Northwest Horticultural Council
Population: 1,410,539,758 (July 2022 est.)
Currency: Renminbi (Yuan)
Official Language(s): Mandarin Chinese
Please click on the above link for a list of chemical MRLs.
II. CHEMICALS AND ADDITIVE INFORMATION
A. Chemical residue standards:
China maintains a national MRL list and does not defer to other market standards. Although China does not officially defer to Codex, China’s Ministry of Agriculture (MOA has stated that it will consider Codex MRLs in cases where there is a residue dispute on specific shipments.
China does not have a default MRL policy.
B. Monitoring chemical residues:
Monitoring rules and practices exist, but in practice, it is unclear how often testing is actually done and how results may be used.
C. Restrictions on use of waxes:
III. ORGANIC FRUIT REGULATIONS
China instituted measures governing the certification procedures, production, processing, marketing and labeling of organic products in 2005. China does not recognize foreign organic standards, and there is not an organic standards equivalency agreement between the U.S. and China. To promote and sell produce as organic the product must have an official Chinese organic certification and label. Shippers are advised to work closely with importers to ensure compliance.
On April 2, 2018, China imposed a 15 percent tariff on apples, pears, and cherries in retaliation for the United States’ Section 232 tariffs imposed on Chinese steel and aluminum imports.
Effective July 6, 2018, China imposed an additional 25 percent tariff on apples, pears, and cherries. A further 10 percent increase in the tariff occurred on September 1, 2019. These additional duties are in retaliation for the United States’ Section 301 tariffs imposed on Chinese products due to concerns regarding China’s treatment of intellectual property and other trade concerns. Effective February 14, 2020, China reduced the 10 percent tariff imposed on September 1, 2019, to 5 percent.
This brings the total tariff level that must be paid on these fruits to 55 percent.
Fresh fruit imports are also subject to a 9 percent value-added tax.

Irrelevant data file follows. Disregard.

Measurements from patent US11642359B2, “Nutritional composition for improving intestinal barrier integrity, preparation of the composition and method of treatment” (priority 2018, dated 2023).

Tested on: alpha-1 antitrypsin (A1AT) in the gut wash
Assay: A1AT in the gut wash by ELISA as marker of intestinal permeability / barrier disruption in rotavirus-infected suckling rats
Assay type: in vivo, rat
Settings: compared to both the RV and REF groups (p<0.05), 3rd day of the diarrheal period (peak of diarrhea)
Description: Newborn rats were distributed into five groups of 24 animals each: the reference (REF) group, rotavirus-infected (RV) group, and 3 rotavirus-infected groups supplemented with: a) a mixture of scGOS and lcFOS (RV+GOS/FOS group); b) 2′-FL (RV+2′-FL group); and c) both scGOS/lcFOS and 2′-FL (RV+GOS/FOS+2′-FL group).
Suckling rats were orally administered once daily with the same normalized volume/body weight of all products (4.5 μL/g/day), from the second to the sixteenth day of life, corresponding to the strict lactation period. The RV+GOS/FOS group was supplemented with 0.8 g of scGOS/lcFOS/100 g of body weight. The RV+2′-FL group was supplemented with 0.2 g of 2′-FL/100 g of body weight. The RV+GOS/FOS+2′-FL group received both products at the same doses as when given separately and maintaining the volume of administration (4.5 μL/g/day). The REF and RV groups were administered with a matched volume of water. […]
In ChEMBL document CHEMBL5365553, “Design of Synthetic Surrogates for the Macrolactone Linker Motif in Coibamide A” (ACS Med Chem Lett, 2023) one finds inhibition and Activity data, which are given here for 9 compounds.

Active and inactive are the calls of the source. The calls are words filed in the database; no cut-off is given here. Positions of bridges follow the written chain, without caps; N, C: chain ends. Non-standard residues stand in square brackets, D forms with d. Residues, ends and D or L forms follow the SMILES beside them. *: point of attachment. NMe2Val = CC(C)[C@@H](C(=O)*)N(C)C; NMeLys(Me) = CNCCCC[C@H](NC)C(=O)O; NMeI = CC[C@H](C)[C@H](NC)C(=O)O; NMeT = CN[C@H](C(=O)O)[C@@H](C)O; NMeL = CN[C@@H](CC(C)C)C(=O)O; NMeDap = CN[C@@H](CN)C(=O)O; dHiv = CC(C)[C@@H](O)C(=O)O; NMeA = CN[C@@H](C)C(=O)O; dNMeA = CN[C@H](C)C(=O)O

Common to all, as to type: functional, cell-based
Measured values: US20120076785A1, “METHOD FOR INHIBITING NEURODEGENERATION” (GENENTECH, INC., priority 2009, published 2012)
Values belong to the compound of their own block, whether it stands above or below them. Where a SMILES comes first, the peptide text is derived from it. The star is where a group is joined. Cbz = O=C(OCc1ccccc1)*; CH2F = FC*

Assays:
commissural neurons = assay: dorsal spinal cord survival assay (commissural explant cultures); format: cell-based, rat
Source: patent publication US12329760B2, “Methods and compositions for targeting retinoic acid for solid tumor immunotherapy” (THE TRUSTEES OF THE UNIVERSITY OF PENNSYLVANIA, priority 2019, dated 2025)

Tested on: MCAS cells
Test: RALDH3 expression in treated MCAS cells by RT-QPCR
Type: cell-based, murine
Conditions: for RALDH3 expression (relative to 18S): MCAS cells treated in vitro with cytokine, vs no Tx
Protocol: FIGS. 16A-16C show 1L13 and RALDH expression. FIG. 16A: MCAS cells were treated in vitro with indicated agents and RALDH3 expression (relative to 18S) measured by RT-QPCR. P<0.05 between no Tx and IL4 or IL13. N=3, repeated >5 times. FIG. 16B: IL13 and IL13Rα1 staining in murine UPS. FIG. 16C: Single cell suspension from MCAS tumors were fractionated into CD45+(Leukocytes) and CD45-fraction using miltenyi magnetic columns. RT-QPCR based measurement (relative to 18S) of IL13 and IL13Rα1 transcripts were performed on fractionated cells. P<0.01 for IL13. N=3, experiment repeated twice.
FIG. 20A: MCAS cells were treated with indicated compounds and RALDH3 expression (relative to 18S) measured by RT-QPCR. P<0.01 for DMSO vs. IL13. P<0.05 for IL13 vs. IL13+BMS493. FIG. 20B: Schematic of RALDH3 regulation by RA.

Tariff Exclusionary Process
China’s State Council Tariff Commission (SCCTC) established a tariff exclusionary process of Section 301 tariffs for U.S. apples, pears, and cherries. Chinese importers must apply for and be granted all tariff exclusions for section 301 retaliatory tariffs.
If importers are granted an exclusion, the tariff on apples, pears, and cherries is reduced to 25 percent. For more information about the exclusionary process see GAIN Reports China Revises Step-By-Step Tariff Exclusion Guide CH2020-0059, and China Publishes Frequently Asked Questions Document on Tariff Exclusion Process CH2020-0032. See also, the USTR’s Section 301 tariff process, click here.
V. NON-TARIFF BARRIERS
A. Labeling requirements:
There are Standardized Labeling Requirements for shipping apples to China. A USDA Shield stamp is also required. Please contact Northwest Fruit Exporters NFE@nwhort.org or 509-453-3193.
B. Licenses and quotas:
China requires importers to obtain Quarantine Import Permits (QIPs). Please refer to the pest and plant disease restrictions section below for more information.
C. Currency Issues:
China’s currency, the Renminbi (Yuan) is pegged to the U.S. dollar.
D. Pest and plant disease restrictions:
Importers must obtain Quarantine Import Permits (QIP) prior to signing contracts with exporters. The quarantine requirements specified in the QIP must be written into the contract. Please work closely with your importer to verify compliance with this regulation.
A phytosanitary certificate (PC) is required. Packer/shipper registration is required. The lists are maintained by the Northwest Fruit Exporters.
Fruit must be certified in accordance with the Work Plan for the Exportation of Sweet Cherries from the States of Washington, Oregon, and Idaho. Packing facilities/lines must be inspected by a state inspector prior to packing for China.
Growers and packers must comply with the Operational Work Plan for the Export of Apples from the United States to the People’s Republic of China.
European pear varieties (Pyrus communis) may be exported to China. Growers and packers must comply with the pear export work plan.
For further information contact:
Northwest Fruit Exporters
E. Other Requirements:
Solid Wood Packing Material (SWPM) Regulations:
Please refer to the SWPM section of the NHC’s Technical Bulletins and Industry Advice.
Ports of Entry:
Apples: Guangzhou, Shanghai, Dalian, Beijing, Haikou, Xiamen, Fuzhou, Qingdao, Tianjin, Nanjing, Shekou, and Yanitain.
Cherries and Pears: No restrictions.
VI. MARKETING REPRESENTATIVES FOR PACIFIC NORTHWEST TREE FRUIT INDUSTRY:
Northwest Cherry Growers/Washington Apple Commission:
Pear Bureau Northwest:
Louis Ng & Associates Ltd.
Voice: 011-852 2858 2230
Fax: 011-852 2559 5896
VII. OTHER RESOURCE LINKS:
- China Agricultural and Economic Data (USDA/Economic Research Service)
- China Business Information Center (U.S. Department of Commerce)
- The World Factbook (Central Intelligence Agency)
- U.S.-China Economic and Security Review Commission
- U.S. Embassy
VIII. ADDITIONAL COMMENTS
The Peoples Republic of China (PRC) officially became the World Trade Organization’s 143rd member on December 11, 2001. January 1, 2002, was the effective date of this new trade status for the PRC.